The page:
Management and Treatment by Dr Shruti Kainth(Obs & Gyne)
What is Hysterectomy?
Hysterectomy is the surgical removal of the uterus (womb) in women. The surgery is usually performed to treat cancer, fibroids, endometriosis, adenomyosis, or other conditions that can cause pain and heavy bleeding.
It sometimes removes her ovaries and cervix for the same reason. It is also possible to remove both if necessary. Hysterectomy is a complex, multi-step process; it does not happen overnight and requires an in-depth understanding of each patient’s anatomy, physiology, and surgical approach.
It’s crucial to explore the risks and advantages of a hysterectomy procedure and any other potential alternative treatment alternatives if you have been advised to have one.
Hysterectomy is intended to treat gynecologic conditions that are causing problems for you. A hysterectomy is sometimes performed for non-gynecologic reasons, including abnormal bleeding (hormone disorders), uterine prolapse, and chronic pelvic pain syndrome.
What are the different kinds of hysterectomy?
Depending on the illness being treated or the desired outcome, the uterus can be removed in a variety of methods. Hysterectomy procedures are divided into four groups:
1. Total Hysterectomy
The uterus must be removed to treat conditions such as uterine cancer (uterine sarcoma), uterine fibroids, and endometriosis. A total hysterectomy is usually performed in an operating room under general anaesthesia. This operation may also be performed using a minimally invasive laparoscopic-assisted technique.
2. Radical Hysterectomy
In this type of hysterectomy, the entire uterus and cervix are removed. This type of hysterectomy is usually reserved for uterine tumour removal. Still, with more advanced cancers, it is sometimes appropriate to remove all of the uterus to preserve some healthy tissue.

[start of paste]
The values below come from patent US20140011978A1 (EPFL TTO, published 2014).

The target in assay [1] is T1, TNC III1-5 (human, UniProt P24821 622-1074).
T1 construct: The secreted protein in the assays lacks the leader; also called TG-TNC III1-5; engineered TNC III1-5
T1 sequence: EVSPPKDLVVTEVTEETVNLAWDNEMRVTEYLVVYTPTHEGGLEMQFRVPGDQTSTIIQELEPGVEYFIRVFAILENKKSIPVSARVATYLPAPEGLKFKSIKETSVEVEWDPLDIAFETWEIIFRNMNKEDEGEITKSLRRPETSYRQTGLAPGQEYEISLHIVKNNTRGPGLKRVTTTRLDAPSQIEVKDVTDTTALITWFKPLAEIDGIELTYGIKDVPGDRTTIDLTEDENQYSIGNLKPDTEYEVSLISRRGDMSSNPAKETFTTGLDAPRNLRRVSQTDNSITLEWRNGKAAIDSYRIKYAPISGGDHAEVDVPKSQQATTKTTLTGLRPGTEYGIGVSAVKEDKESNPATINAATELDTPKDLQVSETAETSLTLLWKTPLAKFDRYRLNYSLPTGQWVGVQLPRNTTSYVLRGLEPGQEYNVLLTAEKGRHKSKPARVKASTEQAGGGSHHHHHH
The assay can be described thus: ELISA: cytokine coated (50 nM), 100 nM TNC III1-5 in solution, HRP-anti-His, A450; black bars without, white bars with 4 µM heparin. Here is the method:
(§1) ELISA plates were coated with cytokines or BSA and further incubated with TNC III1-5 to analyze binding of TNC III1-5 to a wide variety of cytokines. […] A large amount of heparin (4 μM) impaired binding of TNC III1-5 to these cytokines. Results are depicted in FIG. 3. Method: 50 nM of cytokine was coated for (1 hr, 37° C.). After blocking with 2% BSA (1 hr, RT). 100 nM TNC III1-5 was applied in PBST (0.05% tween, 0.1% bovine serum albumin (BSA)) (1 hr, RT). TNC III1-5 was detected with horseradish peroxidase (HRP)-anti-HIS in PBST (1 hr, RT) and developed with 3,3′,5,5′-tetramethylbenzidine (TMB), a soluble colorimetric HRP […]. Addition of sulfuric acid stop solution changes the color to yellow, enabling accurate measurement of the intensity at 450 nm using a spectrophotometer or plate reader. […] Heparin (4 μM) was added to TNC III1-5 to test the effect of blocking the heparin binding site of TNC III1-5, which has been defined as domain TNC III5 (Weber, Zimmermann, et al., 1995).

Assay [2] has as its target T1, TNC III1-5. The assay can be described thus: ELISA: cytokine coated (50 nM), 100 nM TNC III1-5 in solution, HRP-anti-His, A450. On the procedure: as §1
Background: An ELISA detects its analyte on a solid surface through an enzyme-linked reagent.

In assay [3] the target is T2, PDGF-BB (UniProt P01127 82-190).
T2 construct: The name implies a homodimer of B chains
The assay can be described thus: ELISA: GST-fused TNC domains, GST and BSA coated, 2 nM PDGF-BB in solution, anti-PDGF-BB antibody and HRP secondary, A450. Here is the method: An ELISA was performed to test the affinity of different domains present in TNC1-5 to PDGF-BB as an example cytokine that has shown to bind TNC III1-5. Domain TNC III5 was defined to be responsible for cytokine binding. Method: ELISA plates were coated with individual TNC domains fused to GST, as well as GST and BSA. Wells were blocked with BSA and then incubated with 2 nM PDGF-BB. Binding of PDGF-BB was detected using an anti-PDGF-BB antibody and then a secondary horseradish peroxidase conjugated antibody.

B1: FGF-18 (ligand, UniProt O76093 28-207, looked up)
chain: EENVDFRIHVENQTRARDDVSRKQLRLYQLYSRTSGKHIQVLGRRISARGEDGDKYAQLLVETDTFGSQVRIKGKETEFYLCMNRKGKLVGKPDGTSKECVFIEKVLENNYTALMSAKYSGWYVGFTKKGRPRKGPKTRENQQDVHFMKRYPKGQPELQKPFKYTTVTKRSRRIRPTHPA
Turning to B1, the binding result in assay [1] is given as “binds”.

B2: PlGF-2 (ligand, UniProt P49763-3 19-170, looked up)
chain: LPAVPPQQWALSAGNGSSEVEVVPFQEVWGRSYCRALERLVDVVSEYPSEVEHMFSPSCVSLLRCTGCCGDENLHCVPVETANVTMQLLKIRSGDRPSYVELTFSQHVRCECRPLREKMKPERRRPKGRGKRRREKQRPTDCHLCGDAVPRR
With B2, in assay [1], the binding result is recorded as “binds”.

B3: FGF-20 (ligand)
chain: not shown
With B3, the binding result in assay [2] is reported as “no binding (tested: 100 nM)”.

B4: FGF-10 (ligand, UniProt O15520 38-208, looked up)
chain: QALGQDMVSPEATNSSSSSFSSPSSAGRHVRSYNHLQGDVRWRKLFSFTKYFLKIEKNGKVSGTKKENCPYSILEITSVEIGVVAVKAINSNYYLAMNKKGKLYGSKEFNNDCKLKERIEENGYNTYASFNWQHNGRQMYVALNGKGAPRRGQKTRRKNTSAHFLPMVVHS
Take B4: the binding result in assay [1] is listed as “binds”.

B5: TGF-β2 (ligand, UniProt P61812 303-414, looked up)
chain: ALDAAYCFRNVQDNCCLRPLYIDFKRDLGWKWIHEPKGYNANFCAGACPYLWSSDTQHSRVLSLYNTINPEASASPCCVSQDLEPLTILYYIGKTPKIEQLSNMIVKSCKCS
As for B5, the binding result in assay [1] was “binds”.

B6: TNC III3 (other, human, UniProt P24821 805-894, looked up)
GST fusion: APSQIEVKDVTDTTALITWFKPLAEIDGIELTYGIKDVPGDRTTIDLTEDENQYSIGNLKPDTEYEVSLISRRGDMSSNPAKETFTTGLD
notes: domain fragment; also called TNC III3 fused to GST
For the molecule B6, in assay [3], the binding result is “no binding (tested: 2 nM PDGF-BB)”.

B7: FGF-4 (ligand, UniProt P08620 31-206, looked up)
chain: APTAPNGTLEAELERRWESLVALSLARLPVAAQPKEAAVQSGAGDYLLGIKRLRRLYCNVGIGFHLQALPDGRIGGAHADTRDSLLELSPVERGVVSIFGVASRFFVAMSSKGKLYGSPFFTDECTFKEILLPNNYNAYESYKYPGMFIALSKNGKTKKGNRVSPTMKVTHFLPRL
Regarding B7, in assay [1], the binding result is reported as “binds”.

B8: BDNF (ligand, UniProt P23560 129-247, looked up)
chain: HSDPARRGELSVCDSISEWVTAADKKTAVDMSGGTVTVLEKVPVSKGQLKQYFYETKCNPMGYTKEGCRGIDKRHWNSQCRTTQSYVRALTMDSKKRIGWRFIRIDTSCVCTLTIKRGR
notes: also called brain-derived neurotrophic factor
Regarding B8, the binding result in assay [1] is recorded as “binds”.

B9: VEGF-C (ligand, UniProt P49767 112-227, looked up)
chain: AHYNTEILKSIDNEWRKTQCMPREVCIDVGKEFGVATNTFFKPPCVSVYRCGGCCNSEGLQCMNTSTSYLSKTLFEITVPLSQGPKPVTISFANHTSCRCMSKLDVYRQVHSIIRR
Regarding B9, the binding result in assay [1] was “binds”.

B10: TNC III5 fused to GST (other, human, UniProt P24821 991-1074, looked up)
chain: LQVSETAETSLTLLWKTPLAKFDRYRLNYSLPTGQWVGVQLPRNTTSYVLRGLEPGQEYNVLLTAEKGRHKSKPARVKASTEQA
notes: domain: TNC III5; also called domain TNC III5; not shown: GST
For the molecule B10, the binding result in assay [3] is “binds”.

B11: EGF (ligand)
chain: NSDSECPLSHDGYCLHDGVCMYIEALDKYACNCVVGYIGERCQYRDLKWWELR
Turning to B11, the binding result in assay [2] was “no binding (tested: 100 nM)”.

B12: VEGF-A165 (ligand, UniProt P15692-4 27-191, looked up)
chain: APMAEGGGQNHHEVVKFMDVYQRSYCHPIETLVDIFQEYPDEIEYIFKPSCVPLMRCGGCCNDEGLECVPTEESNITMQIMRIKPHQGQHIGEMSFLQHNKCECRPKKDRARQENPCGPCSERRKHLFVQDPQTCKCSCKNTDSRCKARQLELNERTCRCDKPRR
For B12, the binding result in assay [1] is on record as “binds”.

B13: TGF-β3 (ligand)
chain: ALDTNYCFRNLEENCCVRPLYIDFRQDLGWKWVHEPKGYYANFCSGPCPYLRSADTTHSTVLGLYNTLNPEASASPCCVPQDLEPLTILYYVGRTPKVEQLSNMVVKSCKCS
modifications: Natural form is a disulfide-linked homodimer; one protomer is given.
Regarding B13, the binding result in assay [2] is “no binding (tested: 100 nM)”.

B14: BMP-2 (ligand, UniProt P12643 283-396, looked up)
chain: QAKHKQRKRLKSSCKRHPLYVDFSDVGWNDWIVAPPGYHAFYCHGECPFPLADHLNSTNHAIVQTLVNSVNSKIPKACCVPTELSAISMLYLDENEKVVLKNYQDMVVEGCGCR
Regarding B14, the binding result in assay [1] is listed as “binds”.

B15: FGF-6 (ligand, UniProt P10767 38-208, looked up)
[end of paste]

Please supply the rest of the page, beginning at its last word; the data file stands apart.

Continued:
3. Vaginal Hysterectomy
A vaginal hysterectomy removes the uterus and cervix through a small incision (less than 2 inches) in the vaginal wall.
What is Non Descent Vaginal hysterectomy ( NDVH)?
Non-Descendent Vaginal Hysterectomy (N-dVH) is a relatively old surgical procedure to remove the uterus with laparoscopy. This procedure can be performed as an outpatient surgery (with sedation or general anaesthesia) and is done rather easily.
Why do women choose it?
Not to have the incision in the abdomen and a lot less pain, in about 30 mins, it’s all done. The scarring is also thinner and less visible.
What happens after a hysterectomy?
After surgery, patients should expect some recovery time. They may also experience emotional changes following the procedure due to unknown reasons. After surgery, patients can often perform simple tasks like daily chores, mild exercise, and light housework.
Physiotherapy can be very beneficial in healing the abdominal muscles and directly or indirectly affect the uterus. It will also aid in the reduction of pain. Some women need longer bedrest because of the incision and nerve damage.
Upon discharge from the hospital, it is important to consult with a Gynaecologist / Obstetrician about what steps need to be taken to continue their normal activities, i.e., work, routine, etc.
How long does it take to recover from a hysterectomy?
Depending on the type of surgery they underwent, the patient’s age, weight, other medical issues, potential complications during or after surgery, and the amount of time since the procedure, patients may recover from surgery at different rates.
Total recovery time depends on each patient’s individual recovery tasks. Recovery time varies from a few weeks to several months.
What are the risks of hysterectomy?
In a hysterectomy, the heart and other major blood vessels that supply the uterus can be damaged, leading to embolism (blood clot in the lungs), stroke, or heart attack. A hysterectomy may also cause nerve damage.